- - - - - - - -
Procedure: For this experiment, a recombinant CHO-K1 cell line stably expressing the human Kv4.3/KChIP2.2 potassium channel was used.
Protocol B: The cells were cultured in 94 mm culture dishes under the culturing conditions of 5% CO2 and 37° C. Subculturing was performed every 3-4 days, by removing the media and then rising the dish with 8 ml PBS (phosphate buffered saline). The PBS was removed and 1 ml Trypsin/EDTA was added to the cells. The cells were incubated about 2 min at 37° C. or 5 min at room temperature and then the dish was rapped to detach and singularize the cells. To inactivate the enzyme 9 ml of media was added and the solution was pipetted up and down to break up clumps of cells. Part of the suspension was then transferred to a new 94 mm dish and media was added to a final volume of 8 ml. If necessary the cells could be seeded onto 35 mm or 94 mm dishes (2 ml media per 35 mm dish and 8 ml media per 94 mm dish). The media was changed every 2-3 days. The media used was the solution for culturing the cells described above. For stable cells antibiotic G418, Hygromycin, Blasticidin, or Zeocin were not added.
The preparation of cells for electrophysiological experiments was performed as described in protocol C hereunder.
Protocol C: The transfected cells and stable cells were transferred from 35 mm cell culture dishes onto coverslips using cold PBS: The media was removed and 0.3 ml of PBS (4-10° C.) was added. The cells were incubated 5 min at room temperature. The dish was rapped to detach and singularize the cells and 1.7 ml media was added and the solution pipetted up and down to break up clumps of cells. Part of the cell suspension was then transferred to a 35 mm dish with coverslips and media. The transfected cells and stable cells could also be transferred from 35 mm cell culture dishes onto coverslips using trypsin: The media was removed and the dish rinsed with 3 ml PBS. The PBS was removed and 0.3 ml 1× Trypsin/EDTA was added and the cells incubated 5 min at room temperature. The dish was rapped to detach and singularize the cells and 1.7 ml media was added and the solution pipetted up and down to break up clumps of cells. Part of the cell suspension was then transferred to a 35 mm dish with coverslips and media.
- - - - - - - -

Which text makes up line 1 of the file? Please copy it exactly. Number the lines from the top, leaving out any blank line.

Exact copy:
Procedure: For this experiment, a recombinant CHO-K1 cell line stably expressing the human Kv4.3/KChIP2.2 potassium channel was used.